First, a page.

Periods of drought can take a toll on your turf. It can be disheartening to see a beautiful lawn turning brown. To help your turf during such dry periods, simply follow these five tips.
1. Use a De-Thatcher
Thatch refers to the accumulation of organic matter over your turf. This can include dead grass, leaves, and weed growth. It's vital to get rid of thatch during periods of drought since it affects the health of grass and makes it much harder for water to get down to the root zone. Using a simple de-thatcher can get rid of all that buildup in a flash to ensure your turf gets as much water possible where it needs it most.
2. Use an Aerator
Your grass needs water around the root system to do the most good. In periods of drought, most water that falls on your turf may be evaporated before it gets down beneath the soil. Using an aerator can help with his problem. Aerators simply punch holes in the lawn, which provides an easy way for even the smallest amount of moisture to reach the roots.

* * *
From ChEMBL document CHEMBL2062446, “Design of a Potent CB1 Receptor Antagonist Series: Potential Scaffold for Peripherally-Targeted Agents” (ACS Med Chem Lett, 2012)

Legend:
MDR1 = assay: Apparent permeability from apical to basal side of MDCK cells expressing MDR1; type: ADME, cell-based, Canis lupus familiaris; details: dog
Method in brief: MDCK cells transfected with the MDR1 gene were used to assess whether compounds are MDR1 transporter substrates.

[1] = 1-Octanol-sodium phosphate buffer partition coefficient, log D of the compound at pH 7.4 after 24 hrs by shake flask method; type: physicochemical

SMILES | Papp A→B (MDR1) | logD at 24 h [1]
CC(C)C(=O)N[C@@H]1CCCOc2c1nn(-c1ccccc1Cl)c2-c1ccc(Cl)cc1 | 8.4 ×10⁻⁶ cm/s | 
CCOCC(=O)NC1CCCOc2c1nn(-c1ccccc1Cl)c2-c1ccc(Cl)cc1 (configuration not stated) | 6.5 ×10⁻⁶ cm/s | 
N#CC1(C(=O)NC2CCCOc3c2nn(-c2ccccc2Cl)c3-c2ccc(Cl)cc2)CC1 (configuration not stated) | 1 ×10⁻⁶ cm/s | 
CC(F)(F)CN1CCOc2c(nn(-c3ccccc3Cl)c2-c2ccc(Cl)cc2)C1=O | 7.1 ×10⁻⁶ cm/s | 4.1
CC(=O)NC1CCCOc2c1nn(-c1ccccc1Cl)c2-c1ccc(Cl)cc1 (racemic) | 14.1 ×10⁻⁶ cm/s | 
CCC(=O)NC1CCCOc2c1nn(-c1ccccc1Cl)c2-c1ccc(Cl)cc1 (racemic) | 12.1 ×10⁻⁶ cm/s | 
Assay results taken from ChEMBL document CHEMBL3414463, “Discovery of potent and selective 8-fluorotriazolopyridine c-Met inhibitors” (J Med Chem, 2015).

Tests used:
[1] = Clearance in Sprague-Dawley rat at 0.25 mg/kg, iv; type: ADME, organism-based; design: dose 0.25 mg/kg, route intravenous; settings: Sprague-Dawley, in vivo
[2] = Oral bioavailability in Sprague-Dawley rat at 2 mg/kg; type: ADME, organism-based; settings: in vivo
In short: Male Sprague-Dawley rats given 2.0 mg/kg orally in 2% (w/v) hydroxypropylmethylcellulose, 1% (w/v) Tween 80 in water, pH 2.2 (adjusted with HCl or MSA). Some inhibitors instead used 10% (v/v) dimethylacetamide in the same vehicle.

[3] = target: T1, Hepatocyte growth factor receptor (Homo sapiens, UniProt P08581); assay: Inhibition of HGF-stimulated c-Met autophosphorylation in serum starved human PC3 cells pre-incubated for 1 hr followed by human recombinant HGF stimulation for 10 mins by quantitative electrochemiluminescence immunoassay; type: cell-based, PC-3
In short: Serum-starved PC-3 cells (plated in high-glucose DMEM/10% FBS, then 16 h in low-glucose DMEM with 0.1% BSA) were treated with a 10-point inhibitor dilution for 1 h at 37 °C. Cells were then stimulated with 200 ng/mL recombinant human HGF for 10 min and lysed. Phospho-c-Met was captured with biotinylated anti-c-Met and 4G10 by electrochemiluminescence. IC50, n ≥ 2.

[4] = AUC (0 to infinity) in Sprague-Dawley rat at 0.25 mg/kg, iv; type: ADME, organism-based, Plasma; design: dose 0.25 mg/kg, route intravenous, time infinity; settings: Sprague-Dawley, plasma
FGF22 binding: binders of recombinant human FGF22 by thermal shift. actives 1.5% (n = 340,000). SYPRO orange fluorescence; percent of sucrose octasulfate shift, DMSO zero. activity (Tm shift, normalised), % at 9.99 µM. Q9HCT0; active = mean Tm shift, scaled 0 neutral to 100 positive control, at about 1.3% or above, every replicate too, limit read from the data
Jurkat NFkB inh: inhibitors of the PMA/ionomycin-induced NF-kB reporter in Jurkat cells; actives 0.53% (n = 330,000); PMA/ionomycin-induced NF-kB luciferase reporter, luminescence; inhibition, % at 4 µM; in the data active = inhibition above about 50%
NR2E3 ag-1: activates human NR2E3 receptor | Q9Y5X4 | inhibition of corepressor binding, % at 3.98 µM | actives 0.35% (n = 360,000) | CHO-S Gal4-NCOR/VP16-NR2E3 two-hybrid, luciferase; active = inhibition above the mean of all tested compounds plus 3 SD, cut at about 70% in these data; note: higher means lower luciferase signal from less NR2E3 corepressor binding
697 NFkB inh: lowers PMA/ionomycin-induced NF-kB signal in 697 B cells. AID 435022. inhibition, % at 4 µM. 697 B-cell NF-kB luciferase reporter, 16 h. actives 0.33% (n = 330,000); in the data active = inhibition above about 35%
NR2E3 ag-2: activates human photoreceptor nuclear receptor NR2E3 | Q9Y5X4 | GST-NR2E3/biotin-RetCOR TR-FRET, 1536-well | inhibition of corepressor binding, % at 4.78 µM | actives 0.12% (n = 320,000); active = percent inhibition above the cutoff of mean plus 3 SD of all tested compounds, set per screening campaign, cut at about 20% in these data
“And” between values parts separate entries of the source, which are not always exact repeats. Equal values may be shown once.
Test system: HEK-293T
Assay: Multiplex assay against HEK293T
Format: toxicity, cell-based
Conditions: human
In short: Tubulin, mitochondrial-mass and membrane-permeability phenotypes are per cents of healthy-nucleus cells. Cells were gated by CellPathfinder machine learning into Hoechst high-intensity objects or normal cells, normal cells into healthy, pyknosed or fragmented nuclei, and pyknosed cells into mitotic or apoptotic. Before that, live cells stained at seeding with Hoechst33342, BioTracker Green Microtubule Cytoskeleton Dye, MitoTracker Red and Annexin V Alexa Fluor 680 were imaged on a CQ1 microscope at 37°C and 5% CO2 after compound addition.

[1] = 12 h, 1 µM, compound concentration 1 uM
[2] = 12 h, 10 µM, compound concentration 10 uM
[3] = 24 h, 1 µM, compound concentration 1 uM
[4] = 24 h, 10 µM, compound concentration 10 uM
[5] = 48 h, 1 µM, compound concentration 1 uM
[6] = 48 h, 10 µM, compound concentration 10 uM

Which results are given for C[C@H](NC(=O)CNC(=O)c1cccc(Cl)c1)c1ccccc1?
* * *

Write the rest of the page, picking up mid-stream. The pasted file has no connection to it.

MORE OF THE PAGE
3. Mow Your Grass Properly
During periods of drought, it's a good idea to raise your mower blades to ensure you don't take off too much and put the grass under added stress. Additionally, it makes sense to sharpen the blades to avoid ripping grass from the soil instead of cutting it cleanly. Once you're done, allow clippings to remain on the lawn to return much-need moisture and nutrients to your turf.
4. Minimise Foot Traffic
You're going to need to walk on your grass a little to take care of it, but you should minimise any unnecessary foot traffic as much as possible during periods of drought. When you walk across the grass, you push it down and compact the soil, which makes it harder for the lawn to absorb moisture. One nice way to get around this is by wearing aerator shoes. They have spikes on the bottom, so you can aerate your lawn as you walk across it.
5. Cut Back on the Fertiliser
Some people make the mistake of using excessive fertiliser to help their grass stay healthy during periods of drought. Unfortunately, this often has the opposite effect. When conditions aren't ideal, grass will naturally grow slower to survive. When you fertilise, you push the lawn to grow more when it should be devoting all resources to simple survival.
Take the best care of your lawn with turf supplies such as a de-thatcher or an aerator. Contact a retailer near you for more information.